Document Detail


Use of Microfocused X-ray Techniques to Investigate the Mobilization of As by Oxalic Acid.
MedLine Citation:
PMID:  23175572     Owner:  NLM     Status:  Publisher    
Abstract/OtherAbstract:
Improved linkages between aqueous phase transport and solid-phase reactions are needed to better predict and model transport of contaminants through the subsurface. Here we develop and apply a new method for measuring As mobilization in situ within soil columns that utilizes synchrotron-based X-ray fluorescence. By performing these measurements in situ during column transport experiments, we simultaneously monitor grain-scale solid phase reactions and column-scale transport. Arsenic may be effectively mobilized by oxalic acid but the geochemical and mineralogical factors that influence the rate and extent of mobilization are not well understood. Column experiments (~4 cm long × 0.635 cm ID) using As contaminated sediments from the Vineland Chemical Company Superfund site were performed on the laboratory bench as well as in the synchrotron beamline. Microfocused synchrotron X-ray fluorescence (μSXRF) maps for As and Fe were collected at the same location in the columns (<1 mm(2)) before and during treatment with 10 mM oxalic acid. The fraction of As and Fe removed by oxalic acid treatment was calculated from the change in flux-normalized counts for each pixel in the map images, and these data were used to calculate kinetic parameters over the studied area. Between 79% and 83% of the As was removed from the sediments by the oxalic acid treatment based on μSXRF data; these removal percentages agreed well with laboratory data based on column effluent (88-95%). Considerably less Fe was removed by oxalic acid treatment, 14-25% based on μSXRF counts, which is somewhat higher than the 7-9% calculated from laboratory column effluent concentrations. Microfocused X-ray absorption near edge spectroscopy (μXANES) on a subset of points indicates most of the Fe was oxidized and present as a mixture of goethite, hematite, and ferrihydrite on sand grain coatings. Treatment with oxalic acid led to subtle shifts in Fe (III) species following oxalic acid treatment, either removing ferrihydrite or transforming it to more stable oxides; however, Fe redox states were not impacted. Kinetics information extracted from μSXRF data compared favorably with rates of As removal from observed As breakthrough curves. The average pseudo-first order As removal rate constant was calculated to be 0.015 min(-1) ± 0.002 (± average standard error, N=400) based on changes in μSXRF counts over time. The spatial variation observed in the rate constant is likely a result of differences in the mineral substrate or As retention mechanism. Geochemical models created using the calculated As removal rate constants showed agreement with As breakthrough curves for both a small column (4.25 cm × 0.635 cm ID) and a larger column (23.5 cm × 4.2 cm ID), indicating that the processes studied using the microprobe are representative and often can be predictive of larger systems. While this work was used to understand the processes that regulate As release and transport, the methods developed here could be used to study a wide variety of reaction processes, including contaminant removal due to chemical treatment, mineral precipitation due to changing redox characteristics, and solid phase transformations.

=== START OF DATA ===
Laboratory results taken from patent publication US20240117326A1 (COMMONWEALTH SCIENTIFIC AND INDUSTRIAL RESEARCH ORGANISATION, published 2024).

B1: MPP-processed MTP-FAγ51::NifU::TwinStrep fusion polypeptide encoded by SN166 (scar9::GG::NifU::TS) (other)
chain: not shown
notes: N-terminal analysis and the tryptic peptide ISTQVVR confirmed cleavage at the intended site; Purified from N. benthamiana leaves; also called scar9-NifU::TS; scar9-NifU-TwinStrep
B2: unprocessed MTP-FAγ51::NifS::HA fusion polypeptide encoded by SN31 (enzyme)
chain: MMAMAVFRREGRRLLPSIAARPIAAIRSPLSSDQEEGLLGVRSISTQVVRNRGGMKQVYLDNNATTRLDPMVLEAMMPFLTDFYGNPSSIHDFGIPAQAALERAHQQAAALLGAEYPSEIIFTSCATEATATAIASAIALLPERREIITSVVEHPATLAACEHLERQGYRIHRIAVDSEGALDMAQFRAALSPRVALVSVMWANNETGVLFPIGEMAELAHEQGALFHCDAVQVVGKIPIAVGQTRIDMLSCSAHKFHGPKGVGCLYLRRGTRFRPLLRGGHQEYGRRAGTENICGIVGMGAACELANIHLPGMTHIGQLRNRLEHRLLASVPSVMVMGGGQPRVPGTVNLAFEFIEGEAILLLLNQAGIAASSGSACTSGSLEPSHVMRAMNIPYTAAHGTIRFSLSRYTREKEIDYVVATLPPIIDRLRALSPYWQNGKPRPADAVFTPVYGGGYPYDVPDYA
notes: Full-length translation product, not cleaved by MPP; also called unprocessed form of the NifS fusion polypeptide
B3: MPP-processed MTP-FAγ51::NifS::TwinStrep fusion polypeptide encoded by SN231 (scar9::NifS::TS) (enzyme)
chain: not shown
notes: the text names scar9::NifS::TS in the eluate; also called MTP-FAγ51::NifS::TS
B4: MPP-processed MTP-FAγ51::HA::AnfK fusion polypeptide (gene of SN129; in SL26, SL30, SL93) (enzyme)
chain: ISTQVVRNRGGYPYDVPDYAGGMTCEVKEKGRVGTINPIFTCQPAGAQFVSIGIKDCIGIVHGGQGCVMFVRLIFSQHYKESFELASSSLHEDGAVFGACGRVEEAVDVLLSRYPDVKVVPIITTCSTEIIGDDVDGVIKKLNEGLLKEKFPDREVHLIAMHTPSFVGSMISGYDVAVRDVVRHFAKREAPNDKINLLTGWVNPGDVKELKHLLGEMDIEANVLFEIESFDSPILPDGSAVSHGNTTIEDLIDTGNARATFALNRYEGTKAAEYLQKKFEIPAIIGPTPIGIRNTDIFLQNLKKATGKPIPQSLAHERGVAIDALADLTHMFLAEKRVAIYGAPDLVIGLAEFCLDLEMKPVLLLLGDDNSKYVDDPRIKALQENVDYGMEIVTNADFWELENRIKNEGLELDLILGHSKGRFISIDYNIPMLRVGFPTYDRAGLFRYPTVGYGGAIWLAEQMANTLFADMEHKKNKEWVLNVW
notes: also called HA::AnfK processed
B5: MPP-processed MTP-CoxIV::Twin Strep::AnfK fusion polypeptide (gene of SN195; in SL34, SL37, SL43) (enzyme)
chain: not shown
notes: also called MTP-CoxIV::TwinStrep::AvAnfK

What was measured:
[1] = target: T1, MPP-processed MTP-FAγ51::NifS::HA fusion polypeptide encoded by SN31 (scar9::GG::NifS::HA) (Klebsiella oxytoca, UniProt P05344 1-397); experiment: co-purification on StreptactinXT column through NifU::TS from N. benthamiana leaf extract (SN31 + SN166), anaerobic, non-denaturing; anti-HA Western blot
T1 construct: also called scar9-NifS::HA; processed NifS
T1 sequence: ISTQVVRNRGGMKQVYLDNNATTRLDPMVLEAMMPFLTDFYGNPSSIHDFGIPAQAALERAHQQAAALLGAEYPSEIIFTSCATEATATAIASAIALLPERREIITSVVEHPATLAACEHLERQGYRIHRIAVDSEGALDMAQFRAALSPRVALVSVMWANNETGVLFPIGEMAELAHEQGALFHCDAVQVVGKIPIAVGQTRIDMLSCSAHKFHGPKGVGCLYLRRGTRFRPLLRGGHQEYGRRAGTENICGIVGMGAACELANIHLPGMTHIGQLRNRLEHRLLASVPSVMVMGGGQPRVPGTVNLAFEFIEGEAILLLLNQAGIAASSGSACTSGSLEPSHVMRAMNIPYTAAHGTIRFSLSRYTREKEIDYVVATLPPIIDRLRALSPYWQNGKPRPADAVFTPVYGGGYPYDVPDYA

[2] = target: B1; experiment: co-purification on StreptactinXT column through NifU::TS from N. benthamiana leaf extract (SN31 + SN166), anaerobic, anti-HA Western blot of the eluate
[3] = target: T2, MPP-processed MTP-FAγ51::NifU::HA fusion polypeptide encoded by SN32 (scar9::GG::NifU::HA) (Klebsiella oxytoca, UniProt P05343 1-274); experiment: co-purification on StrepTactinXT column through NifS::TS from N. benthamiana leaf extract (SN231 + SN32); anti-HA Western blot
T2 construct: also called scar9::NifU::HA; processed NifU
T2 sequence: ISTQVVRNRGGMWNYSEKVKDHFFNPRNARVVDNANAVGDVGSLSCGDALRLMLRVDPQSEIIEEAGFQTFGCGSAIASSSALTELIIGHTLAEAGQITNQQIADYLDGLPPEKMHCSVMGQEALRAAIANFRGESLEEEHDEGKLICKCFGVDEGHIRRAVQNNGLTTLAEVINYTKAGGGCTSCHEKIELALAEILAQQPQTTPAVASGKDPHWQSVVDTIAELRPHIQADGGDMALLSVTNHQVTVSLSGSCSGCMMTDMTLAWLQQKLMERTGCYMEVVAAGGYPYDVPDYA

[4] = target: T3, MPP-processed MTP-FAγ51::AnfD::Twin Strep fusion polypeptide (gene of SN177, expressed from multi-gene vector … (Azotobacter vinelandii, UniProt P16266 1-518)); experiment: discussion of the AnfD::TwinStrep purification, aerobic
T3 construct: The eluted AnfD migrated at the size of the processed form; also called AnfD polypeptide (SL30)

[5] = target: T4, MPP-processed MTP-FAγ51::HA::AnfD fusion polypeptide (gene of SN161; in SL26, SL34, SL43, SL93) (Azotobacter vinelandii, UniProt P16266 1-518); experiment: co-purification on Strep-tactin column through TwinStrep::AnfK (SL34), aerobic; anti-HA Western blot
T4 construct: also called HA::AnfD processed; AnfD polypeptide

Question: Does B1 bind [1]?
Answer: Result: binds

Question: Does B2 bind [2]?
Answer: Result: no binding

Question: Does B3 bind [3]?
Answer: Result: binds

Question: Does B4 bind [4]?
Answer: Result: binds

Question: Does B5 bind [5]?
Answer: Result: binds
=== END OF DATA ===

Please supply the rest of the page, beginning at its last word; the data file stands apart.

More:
Authors:
Karen Wovkulich; Brian J Mailloux; Benjamin C Bostick; Hailiang Dong; Michael E Bishop; Steven N Chillrud
Publication Detail:
Type:  JOURNAL ARTICLE     Date:  2012-5-23
Journal Detail:
Title:  Geochimica et cosmochimica acta     Volume:  91     ISSN:  0016-7037     ISO Abbreviation:  Geochim. Cosmochim. Acta     Publication Date:  2012 Aug 
Date Detail:
Created Date:  2012-11-23     Completed Date:  -     Revised Date:  -    
Medline Journal Info:
Nlm Unique ID:  9876074     Medline TA:  Geochim Cosmochim Acta     Country:  -    
Other Details:
Languages:  ENG     Pagination:  254-270     Citation Subset:  -    
Affiliation:
Department of Earth and Environmental Sciences, Columbia University, New York, NY, 10027, USA ; Lamont-Doherty Earth Observatory, Palisades, NY 10964, USA.
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